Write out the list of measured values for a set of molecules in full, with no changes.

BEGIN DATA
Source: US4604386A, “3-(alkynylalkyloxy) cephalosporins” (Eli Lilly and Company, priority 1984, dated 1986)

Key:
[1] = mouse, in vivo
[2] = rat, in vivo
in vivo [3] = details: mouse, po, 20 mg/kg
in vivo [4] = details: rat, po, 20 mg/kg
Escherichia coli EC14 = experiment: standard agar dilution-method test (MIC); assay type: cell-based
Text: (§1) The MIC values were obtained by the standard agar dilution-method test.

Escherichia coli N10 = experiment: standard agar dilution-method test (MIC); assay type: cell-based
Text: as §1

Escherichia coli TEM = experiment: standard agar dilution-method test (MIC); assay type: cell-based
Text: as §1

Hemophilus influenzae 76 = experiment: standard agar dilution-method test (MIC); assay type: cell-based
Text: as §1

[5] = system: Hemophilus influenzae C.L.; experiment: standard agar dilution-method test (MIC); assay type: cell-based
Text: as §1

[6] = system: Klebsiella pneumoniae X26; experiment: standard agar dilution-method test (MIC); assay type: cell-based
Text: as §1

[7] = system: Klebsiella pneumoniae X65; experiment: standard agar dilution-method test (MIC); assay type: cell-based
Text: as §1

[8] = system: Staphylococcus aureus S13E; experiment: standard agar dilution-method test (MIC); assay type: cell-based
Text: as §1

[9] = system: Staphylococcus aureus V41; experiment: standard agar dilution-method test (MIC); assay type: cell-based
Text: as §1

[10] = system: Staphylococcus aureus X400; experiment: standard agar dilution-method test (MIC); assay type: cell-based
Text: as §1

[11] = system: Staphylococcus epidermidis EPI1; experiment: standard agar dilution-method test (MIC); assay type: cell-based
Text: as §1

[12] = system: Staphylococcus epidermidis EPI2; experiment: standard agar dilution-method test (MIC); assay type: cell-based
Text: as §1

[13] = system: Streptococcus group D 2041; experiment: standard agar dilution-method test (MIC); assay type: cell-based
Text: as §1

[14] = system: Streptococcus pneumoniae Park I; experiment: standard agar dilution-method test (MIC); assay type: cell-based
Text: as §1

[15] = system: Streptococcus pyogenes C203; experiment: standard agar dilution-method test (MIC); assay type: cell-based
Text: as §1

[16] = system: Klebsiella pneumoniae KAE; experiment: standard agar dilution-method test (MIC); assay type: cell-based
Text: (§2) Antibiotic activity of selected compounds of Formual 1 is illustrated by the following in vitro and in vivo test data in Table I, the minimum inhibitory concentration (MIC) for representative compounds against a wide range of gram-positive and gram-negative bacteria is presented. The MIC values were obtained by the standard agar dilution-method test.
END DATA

Source: US4604386A, “3-(alkynylalkyloxy) cephalosporins” (Eli Lilly and Company, priority 1984, dated 1986)

Key:
[1] = mouse, in vivo
[2] = rat, in vivo
in vivo [3] = details: mouse, po, 20 mg/kg
in vivo [4] = details: rat, po, 20 mg/kg
Escherichia coli EC14 = experiment: standard agar dilution-method test (MIC); assay type: cell-based
Text: (§1) The MIC values were obtained by the standard agar dilution-method test.

Escherichia coli N10 = experiment: standard agar dilution-method test (MIC); assay type: cell-based
Text: as §1

Escherichia coli TEM = experiment: standard agar dilution-method test (MIC); assay type: cell-based
Text: as §1

Hemophilus influenzae 76 = experiment: standard agar dilution-method test (MIC); assay type: cell-based
Text: as §1

[5] = system: Hemophilus influenzae C.L.; experiment: standard agar dilution-method test (MIC); assay type: cell-based
Text: as §1

[6] = system: Klebsiella pneumoniae X26; experiment: standard agar dilution-method test (MIC); assay type: cell-based
Text: as §1

[7] = system: Klebsiella pneumoniae X65; experiment: standard agar dilution-method test (MIC); assay type: cell-based
Text: as §1

[8] = system: Staphylococcus aureus S13E; experiment: standard agar dilution-method test (MIC); assay type: cell-based
Text: as §1

[9] = system: Staphylococcus aureus V41; experiment: standard agar dilution-method test (MIC); assay type: cell-based
Text: as §1

[10] = system: Staphylococcus aureus X400; experiment: standard agar dilution-method test (MIC); assay type: cell-based
Text: as §1

[11] = system: Staphylococcus epidermidis EPI1; experiment: standard agar dilution-method test (MIC); assay type: cell-based
Text: as §1

[12] = system: Staphylococcus epidermidis EPI2; experiment: standard agar dilution-method test (MIC); assay type: cell-based
Text: as §1

[13] = system: Streptococcus group D 2041; experiment: standard agar dilution-method test (MIC); assay type: cell-based
Text: as §1

[14] = system: Streptococcus pneumoniae Park I; experiment: standard agar dilution-method test (MIC); assay type: cell-based
Text: as §1

[15] = system: Streptococcus pyogenes C203; experiment: standard agar dilution-method test (MIC); assay type: cell-based
Text: as §1

[16] = system: Klebsiella pneumoniae KAE; experiment: standard agar dilution-method test (MIC); assay type: cell-based
Text: (§2) Antibiotic activity of selected compounds of Formual 1 is illustrated by the following in vitro and in vivo test data in Table I, the minimum inhibitory concentration (MIC) for representative compounds against a wide range of gram-positive and gram-negative bacteria is presented. The MIC values were obtained by the standard agar dilution-method test.